An 11th century Persian work tells of the blades of the Rus which could be bent double and would still return to shape. Nasir al-Din al-Tusi in the 13th century said the same about Frankish swords.

To the best of my knowledge swords like the Solingen and Toledo ones were made with iron cores/hilts well up until the 19th century.

I'd be really surprised if having a lower hardness core made any difference.


Those statements seem contradictory.

A steel has a yield strength and a ultimate tensile strength:


https://en.wikipedia.org/wiki/Stress%E2%80%93strain_curve

If a steel is stressed beyond it's yield strength, it stays bent after removing the force.
If a steel is stressed beyond it's tensile strength, it breaks.

So if you bend a sword and it breaks, it is stressed beyong it's tensile strength.
If it stays bent, you stressed it to a point between the yield and tensile strength.

Hardness and yield strength are directly proportionate to each other.
https://en.wikipedia.org/wiki/Rockwell_scale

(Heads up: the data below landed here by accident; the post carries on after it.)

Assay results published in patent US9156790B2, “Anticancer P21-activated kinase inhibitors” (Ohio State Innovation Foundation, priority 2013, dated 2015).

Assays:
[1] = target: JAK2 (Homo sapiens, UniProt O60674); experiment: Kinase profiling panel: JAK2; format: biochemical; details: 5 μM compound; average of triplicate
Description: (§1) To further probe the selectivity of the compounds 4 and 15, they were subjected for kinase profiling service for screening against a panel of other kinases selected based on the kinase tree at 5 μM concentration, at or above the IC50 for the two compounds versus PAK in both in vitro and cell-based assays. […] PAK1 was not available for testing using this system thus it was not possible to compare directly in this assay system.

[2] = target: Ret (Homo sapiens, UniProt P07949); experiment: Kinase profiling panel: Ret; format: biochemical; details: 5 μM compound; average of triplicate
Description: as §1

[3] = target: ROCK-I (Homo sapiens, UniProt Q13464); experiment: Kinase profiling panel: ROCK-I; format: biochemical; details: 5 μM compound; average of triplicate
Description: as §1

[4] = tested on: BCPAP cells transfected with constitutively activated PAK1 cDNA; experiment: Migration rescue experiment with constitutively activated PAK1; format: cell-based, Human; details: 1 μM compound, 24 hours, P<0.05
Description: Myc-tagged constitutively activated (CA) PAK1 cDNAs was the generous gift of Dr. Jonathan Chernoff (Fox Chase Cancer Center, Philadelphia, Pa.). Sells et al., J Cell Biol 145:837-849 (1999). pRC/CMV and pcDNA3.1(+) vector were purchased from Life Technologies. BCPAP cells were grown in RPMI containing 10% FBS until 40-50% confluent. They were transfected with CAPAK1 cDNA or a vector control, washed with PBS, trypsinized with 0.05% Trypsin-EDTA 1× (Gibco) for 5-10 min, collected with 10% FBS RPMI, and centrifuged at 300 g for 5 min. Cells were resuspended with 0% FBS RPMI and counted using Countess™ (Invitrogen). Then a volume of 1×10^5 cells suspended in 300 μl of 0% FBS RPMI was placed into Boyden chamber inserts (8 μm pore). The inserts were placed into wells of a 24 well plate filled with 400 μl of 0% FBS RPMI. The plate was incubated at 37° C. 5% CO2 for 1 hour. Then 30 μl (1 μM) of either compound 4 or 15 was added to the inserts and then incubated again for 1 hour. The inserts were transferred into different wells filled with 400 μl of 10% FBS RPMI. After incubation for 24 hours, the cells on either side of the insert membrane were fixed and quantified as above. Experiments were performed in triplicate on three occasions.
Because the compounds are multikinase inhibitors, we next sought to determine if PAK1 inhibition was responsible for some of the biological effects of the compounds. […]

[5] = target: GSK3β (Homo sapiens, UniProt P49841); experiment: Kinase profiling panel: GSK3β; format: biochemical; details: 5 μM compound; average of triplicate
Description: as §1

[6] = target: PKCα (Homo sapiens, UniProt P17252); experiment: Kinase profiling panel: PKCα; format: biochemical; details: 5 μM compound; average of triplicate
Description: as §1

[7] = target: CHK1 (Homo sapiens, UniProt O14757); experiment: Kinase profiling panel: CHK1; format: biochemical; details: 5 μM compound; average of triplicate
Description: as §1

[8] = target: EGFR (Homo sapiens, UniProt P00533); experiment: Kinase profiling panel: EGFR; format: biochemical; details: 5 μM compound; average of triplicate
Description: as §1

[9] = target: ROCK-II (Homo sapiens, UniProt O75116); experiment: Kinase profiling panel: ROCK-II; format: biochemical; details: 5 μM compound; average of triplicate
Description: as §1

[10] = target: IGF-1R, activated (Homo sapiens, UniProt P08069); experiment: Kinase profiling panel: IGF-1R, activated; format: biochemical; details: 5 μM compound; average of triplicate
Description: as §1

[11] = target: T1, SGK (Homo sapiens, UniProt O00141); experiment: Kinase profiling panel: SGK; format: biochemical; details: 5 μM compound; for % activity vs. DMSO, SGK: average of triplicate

This means that if you have a sword witth an unhardened, plain iron core ( the fuller area) with hardened steel edges, such a sword is still likely to take a bend or break in combat. Such a sword would not be flexible enough to bend double and return to true, as indicated by your sources. This means that, at least the swords mentioned in those sources, were made of through hardened steel. What we don't know from such texts, is whether these were the exceptions or the norm.

Back to the OP: "historical European swords are not flexible because of the steel used", several studies focussing on different regions and periods (e.g. Radomir Pleiner on La Tene swords and Ann Feuerback on Migration Age Steppe swords) show a very large variance in hardness and crystalline structures. So I think the obvious answer is that every time and place had both very good and very bad swords. It may also indicate that the smiths had difficulty controlling the process and may turn out good and bad swords.
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Pieter B.





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PostPosted: Mon 20 Jul, 2020 8:35 am    Post subject:         Reply with quote

From what I gather the swords did not just have steel edges but also a layer of steel on the fuller/flat. Steel on the outside, iron on the inside.
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Keith S.





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PostPosted: Tue 21 Jul, 2020 9:23 pm    Post subject:         Reply with quote

Tyler C. wrote:
Keith S. wrote:

According to this study, Young's Modulus "or stiffness" is a little higher in pearlite than in martensite